The Hero6 Black maintains the same maximum resolution of 4K as the Hero5, but increases frame rates to 60fps (from 30fps) and boosts 1080p to 240fps. GoPro nearly quadrupled the previous generation’s headline frame rates. You can now record 5K at 30p, 4K at 60p, 2.7K at 120p, 1440 at 120p, and 1080 at 240p with the GoPro Hero9 Black. That is a pretty astounding array of choices.
The ability to shoot video at such high frame rates gives up a plethora of creative possibilities, such as slow-motion movies that capture a fast-paced action scenario in stunning clarity. In practical terms, this means that you can now capture slow motion footage that stretches 1 second of film across an incredible 8 seconds.
The complete list of resolutions and associated frame rates is remarkable, but GoPro also discreetly lowered the number of lower resolution options in the menu system with the Hero7 Black. For example, 480p is no longer available, as are all of the other 720p frame rates, and 960p is no longer available.
This dilution of alternatives is reasonable. It’s best to keep things simple. That way, when accessing the settings and options, you can quickly and easily select the ones you want and use most often without having to wade through all the other options you’ll never use. We might even see a personalised menu one day that allows you to choose only the options you use the most.
Time Lapse video:
Many DSLRs have built-in time-lapse capabilities, ranging from entry-level devices like the Canon EOS 250D / SL3 to premium models like the Nikon D850. Furthermore, you frequently have the choice of recording your time-lapse series as a batch of photographs or as a single movie file that automatically makes a video of your sequence – particularly in Nikon cameras.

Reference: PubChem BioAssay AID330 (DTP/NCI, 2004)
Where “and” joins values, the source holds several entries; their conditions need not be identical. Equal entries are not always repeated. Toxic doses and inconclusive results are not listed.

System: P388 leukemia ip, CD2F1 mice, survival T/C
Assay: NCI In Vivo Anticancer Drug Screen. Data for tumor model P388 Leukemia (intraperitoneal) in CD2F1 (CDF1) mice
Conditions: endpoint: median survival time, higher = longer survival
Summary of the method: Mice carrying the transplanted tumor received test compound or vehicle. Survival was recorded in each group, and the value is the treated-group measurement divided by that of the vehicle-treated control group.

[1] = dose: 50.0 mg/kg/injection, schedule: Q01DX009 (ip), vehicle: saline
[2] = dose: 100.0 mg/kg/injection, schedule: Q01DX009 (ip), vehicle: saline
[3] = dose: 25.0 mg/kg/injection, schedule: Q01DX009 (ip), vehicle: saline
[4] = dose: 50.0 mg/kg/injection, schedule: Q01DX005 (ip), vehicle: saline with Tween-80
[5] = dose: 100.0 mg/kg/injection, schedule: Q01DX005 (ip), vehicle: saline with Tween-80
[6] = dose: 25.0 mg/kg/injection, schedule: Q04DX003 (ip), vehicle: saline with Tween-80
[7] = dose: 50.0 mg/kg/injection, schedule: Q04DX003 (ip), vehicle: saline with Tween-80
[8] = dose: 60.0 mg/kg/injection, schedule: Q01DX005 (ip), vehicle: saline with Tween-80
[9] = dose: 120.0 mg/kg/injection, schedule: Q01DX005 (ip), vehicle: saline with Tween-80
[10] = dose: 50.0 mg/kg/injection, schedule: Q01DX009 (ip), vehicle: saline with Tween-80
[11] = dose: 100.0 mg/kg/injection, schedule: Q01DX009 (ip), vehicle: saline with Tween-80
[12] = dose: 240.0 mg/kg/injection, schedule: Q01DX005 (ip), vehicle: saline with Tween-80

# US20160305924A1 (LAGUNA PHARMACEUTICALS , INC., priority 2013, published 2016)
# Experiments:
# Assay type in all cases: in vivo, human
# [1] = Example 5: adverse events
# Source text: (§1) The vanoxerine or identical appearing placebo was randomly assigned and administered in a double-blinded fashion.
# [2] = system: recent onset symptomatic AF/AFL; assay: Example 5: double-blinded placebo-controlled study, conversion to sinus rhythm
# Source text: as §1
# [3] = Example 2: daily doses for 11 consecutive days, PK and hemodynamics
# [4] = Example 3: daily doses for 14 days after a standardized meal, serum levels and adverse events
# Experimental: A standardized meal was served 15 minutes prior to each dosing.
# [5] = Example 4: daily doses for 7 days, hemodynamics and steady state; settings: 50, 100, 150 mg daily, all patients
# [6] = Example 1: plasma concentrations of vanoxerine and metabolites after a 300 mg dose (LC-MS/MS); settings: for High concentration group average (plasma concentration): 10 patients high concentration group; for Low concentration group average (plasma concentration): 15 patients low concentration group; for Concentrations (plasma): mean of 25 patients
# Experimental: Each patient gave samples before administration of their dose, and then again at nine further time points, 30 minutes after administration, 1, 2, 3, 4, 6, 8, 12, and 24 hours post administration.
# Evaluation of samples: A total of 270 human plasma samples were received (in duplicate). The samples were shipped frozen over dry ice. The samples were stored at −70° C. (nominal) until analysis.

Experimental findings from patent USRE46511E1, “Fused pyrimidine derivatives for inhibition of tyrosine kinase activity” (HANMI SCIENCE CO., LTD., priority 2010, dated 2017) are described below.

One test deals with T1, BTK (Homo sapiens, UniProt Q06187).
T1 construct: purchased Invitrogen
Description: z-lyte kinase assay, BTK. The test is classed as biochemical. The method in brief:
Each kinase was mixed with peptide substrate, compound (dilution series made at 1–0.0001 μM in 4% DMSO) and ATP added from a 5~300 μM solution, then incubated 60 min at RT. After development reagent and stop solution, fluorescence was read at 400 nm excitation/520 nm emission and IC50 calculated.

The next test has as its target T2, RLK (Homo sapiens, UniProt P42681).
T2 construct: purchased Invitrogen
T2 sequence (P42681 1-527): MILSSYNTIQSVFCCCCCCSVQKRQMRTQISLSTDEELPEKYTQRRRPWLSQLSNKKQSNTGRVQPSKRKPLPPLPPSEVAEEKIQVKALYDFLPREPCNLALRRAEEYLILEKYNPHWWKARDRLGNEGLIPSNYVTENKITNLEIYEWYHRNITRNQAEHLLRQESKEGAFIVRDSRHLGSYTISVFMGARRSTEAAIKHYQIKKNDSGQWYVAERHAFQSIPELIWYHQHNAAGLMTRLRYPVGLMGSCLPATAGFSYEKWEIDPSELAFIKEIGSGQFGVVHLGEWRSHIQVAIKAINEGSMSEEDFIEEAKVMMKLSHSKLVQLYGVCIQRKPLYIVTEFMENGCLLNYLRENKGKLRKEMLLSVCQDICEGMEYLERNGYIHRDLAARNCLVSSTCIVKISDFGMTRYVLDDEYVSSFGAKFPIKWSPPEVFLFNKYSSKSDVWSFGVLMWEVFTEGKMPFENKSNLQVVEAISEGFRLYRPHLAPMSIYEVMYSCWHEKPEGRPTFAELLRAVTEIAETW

Why would you desire a collection of photographs instead of having the camera create a time-lapse for you? It provides you more control over the scenario, allowing you to eliminate frames where a little child may have raced through it. A DSLR comes in handy for this.
TimeWarp video, TimeLapse Video, TimeLapse Photo, and Night Lapse Photo are the four time-lapse modes available from GoPro.
TimeWarp is simply a timelapse mode on GoPro cameras starting with the Hero7 Black, but when combined with HyperSmooth, you get a new ultrasmooth motion time-lapse that hasn’t been possible before. TimeWarp, which is new to the Hero7 Black, is simply a timelapse setting, but when combined with HyperSmooth, you create a new ultrasmooth motion time-lapse that hasn’t been possible before.